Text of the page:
I've said this before and I repeat again: if you don't take your writing seriously, no one else will.
Unfortunately, I grew up in a home where my writing was only tolerated as far as to gain me top grades in my literature class. My creative storytelling was disdainfully labeled as "scribbling" and considered a waste of time. Still I used to shut myself in my room for hours, feverishly writing away, filling notebook after notebook - because this is what I love most and, in my opinion, do best. I couldn't stop writing if I tried.
This lack of support at home stunted my growth as a writer for a long time. I had nobody to share my stories with, nobody to give me feedback on my work. Fortunately, I did read many good books and learned from their authors this way. Eventually I began publishing some poetry and short stories on the internet and could compare notes with other authors.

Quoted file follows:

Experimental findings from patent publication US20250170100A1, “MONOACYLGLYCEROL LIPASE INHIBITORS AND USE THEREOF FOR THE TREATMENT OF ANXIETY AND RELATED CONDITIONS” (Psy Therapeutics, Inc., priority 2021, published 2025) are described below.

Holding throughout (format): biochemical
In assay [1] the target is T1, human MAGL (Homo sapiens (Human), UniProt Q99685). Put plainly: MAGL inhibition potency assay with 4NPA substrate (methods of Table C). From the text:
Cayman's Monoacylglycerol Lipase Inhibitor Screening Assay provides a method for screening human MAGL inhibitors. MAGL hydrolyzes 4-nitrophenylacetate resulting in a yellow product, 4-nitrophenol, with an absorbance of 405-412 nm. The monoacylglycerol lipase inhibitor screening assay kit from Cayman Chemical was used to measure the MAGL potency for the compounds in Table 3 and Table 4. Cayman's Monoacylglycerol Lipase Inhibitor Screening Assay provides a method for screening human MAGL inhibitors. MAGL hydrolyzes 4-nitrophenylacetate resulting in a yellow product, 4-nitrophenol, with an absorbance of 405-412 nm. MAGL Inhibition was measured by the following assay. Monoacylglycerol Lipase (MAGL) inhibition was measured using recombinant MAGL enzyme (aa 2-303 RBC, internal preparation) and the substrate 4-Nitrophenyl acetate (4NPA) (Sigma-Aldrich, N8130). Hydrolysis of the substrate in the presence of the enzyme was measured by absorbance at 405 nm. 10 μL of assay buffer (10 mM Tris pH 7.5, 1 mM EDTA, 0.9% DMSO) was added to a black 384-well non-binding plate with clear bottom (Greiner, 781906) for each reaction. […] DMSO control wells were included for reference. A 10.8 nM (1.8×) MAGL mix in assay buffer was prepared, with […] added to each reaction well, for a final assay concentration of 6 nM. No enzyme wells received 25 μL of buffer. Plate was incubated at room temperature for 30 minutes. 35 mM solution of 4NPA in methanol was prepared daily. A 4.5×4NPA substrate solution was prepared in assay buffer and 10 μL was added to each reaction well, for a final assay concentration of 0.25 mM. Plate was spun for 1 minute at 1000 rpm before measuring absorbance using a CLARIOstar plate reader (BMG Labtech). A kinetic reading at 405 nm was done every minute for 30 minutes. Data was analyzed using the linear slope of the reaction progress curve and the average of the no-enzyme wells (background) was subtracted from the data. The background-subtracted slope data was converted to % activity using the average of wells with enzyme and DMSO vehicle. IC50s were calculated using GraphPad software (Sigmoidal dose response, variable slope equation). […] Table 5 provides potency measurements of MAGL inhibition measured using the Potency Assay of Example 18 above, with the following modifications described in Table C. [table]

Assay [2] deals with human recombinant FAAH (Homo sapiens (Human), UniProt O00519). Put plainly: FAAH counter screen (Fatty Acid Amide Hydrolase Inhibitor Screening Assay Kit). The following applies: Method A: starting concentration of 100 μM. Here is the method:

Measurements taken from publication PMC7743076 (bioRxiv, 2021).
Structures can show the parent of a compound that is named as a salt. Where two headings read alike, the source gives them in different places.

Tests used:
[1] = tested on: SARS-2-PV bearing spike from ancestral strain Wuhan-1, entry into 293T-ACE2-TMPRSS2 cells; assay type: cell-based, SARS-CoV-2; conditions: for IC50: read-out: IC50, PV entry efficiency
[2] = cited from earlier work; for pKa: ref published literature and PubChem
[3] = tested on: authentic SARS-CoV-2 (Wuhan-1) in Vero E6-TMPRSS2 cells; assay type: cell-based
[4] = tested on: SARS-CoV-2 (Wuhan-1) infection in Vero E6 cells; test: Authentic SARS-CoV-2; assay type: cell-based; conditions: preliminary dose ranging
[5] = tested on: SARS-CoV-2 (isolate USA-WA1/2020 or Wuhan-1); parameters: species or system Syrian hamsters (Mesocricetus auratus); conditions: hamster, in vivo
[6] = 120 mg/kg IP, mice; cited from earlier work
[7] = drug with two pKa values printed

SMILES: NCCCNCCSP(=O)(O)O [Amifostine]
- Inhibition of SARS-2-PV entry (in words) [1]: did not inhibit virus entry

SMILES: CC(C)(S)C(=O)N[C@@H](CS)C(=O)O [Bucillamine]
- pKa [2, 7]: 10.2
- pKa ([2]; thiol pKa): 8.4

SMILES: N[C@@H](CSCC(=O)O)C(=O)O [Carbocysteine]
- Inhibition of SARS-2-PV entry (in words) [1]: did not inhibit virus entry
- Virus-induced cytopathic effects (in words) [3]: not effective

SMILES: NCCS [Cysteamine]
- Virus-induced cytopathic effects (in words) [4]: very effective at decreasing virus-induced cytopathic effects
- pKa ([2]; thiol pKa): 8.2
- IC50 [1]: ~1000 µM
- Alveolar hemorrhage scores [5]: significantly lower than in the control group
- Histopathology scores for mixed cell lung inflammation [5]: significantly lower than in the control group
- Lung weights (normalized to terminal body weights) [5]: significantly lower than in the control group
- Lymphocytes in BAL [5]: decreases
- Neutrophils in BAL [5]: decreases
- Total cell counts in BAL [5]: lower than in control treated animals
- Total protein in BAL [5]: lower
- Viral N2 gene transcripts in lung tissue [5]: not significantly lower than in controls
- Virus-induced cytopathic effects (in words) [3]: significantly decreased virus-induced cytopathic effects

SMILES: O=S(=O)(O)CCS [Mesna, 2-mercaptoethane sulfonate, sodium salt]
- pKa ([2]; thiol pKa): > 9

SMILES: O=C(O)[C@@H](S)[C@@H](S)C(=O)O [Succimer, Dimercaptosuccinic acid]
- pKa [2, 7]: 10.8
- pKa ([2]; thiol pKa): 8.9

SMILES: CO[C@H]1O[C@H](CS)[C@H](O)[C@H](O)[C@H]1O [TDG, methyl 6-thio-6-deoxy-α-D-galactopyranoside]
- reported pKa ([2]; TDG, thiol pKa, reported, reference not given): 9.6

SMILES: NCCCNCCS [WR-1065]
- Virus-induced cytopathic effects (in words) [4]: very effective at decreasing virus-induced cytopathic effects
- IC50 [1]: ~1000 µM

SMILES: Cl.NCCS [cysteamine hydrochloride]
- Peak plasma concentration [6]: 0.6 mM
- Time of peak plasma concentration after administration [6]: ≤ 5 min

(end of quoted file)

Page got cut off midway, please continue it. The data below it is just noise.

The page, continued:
Naturally, when time came to choose a course of higher education, I was pressed to choose something "sensible", not something which would satisfy my true leaning.
It was only when I got married, with a lot of support and positive feedback from my husband, that I began, very slowly, to perceive that maybe I really have a talent; that maybe my writing is actually better than some of the many books that get published each year. That maybe someday people would even be willing to pay to read my books. I owe my husband everything. I never wrote a full-length novel before I got married.
I guess what I'm saying is this:
- If you have a person close to you who loves writing - your spouse, sibling, child, friend - support and encourage them.
- If you are a writer, and there is a person who supports and encourages your writing, appreciate their person and show your gratitude. Whole novels have been lost for lack of that one committed, supportive first reader.